I took that sage advice today– I spent the morning and afternoon at a writer’s workshop. Although I had attended a similar event last summer and enjoyed myself greatly, I had mentally worked myself up into a great frenzy recently. So much so, I had to have ongoing debates with myself as to why I should take the class and not cancel—this seemed ridiculous to me, considering I had stayed up past midnight waiting for the moment online registration was active weeks ago.

I believe my angst was stemming from the workshop’s description: a writing workout to “tap into memories for inspiration.” That last bit subconsciously echoed in my thoughts all week, causing my heart to race and my belly to flutter. The fear of what disclosure would be required petrified me. I’m an introvert, peacefully quiet and shy. Reticent I am to reveal my own deep thoughts. How could I possibly open up in such an intimate way with a room full of strangers?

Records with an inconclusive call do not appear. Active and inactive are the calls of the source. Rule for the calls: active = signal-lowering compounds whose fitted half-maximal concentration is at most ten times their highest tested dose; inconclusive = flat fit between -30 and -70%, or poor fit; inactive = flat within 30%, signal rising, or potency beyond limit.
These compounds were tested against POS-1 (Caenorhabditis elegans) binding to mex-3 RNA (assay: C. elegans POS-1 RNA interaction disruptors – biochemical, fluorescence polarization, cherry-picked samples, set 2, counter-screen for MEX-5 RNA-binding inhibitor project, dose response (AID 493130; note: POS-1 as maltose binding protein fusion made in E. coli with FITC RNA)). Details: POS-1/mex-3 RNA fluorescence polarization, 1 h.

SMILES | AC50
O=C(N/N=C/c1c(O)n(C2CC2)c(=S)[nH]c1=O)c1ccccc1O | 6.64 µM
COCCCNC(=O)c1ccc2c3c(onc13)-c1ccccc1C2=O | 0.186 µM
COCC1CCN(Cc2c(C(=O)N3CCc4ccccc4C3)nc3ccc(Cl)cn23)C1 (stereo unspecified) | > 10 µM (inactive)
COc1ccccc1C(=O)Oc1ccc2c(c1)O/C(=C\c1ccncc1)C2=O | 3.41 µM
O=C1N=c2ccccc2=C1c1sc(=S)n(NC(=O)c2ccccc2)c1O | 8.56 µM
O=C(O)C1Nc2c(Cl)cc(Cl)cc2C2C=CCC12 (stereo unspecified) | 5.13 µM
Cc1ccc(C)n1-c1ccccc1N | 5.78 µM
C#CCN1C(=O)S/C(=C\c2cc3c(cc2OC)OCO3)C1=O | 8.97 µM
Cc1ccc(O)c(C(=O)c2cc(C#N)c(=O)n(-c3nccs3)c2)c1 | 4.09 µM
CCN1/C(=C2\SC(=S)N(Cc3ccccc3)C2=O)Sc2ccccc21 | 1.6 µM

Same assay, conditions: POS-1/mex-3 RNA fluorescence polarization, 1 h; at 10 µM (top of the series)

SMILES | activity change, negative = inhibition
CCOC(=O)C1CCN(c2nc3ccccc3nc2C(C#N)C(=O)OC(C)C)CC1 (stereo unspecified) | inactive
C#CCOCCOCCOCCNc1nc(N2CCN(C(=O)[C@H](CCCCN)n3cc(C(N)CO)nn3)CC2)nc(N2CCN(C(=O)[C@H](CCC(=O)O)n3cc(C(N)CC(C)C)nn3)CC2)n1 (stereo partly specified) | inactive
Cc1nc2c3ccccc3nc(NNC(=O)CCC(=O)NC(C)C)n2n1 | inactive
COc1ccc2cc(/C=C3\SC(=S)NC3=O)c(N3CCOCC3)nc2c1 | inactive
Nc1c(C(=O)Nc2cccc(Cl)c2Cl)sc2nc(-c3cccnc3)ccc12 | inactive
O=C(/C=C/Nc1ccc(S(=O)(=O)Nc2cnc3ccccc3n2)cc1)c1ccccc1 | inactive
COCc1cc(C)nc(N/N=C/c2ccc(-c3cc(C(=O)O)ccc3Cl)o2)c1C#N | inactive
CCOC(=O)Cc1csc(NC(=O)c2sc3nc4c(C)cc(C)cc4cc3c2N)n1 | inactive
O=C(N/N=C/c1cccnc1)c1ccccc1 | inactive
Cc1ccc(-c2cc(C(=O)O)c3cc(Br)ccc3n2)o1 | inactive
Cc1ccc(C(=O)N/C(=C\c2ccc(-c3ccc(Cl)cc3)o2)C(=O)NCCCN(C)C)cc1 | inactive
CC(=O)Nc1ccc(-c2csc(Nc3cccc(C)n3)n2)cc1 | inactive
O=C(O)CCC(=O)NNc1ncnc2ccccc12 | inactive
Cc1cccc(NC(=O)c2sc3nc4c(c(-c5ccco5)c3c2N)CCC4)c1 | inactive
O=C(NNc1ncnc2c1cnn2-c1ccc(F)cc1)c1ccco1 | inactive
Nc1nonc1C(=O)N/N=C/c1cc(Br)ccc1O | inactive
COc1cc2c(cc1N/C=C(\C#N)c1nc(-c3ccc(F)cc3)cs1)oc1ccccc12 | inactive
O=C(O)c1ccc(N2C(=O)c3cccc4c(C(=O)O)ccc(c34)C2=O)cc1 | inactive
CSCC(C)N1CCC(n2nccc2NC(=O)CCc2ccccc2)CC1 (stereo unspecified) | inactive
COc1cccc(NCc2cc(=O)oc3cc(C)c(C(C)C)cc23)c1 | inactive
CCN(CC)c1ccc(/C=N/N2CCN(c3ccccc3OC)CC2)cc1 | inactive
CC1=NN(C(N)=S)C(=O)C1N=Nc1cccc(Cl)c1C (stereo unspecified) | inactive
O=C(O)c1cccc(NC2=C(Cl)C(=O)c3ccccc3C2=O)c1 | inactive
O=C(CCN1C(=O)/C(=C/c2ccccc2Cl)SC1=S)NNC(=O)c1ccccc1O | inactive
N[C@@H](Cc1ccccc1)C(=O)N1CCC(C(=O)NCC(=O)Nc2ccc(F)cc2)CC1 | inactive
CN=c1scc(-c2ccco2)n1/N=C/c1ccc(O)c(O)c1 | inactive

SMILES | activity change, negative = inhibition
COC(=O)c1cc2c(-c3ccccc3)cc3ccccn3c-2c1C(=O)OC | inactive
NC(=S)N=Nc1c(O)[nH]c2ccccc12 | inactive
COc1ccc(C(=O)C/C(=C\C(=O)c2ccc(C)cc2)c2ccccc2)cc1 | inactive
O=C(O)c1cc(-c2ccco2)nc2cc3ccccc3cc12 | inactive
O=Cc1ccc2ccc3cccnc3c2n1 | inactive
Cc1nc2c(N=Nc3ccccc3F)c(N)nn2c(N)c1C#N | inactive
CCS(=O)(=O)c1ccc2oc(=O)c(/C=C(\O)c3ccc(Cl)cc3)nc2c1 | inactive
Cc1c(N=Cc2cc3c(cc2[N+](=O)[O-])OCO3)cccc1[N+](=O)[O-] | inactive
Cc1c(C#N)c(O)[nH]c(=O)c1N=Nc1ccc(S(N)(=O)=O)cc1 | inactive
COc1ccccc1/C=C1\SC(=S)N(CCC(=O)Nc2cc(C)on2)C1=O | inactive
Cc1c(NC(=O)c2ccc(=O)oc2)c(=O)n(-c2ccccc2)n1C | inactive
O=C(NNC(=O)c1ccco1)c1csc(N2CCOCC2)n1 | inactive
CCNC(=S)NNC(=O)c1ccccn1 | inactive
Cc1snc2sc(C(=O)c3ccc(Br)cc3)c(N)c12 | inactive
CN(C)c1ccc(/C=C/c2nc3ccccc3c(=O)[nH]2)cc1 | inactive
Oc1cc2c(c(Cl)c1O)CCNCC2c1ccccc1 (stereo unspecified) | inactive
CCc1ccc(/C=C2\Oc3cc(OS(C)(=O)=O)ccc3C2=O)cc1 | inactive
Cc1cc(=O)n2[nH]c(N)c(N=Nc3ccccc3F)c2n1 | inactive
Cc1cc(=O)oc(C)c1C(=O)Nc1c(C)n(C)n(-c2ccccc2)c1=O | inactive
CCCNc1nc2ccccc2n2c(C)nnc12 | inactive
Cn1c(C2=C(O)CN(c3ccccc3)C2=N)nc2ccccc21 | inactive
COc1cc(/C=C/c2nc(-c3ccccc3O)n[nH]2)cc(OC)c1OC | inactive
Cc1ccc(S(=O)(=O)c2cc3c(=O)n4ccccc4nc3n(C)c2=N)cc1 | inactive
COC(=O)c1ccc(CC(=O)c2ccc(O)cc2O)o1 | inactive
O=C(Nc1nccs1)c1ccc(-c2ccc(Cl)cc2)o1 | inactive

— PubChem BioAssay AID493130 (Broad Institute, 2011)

Thankfully, through affirmations of positive thoughts and fear- pulverizing quotes, I pushed through the week of dubious thoughts. I’m happy to report I even arrived for the workshop on time, with a full one minute to spare (Ha-ha). And, as is often the case, reality never measures up to disserving expectations.

I loved the writing workout! The teacher was excellent. The prompts were varied and didn’t necessarily need to originate from one’s own memory. Surprisingly though, I did tap into my own consciousness for several of the pieces. Best of all, there was no forced sharing or reading required. Perhaps, this is why I felt comfortable to read aloud a solid piece of flash fiction. When it was all said and done, I’d spent three of the four hours writing: my hand ached and my mind was numb as I drove home, but I was content. I had conquered the day.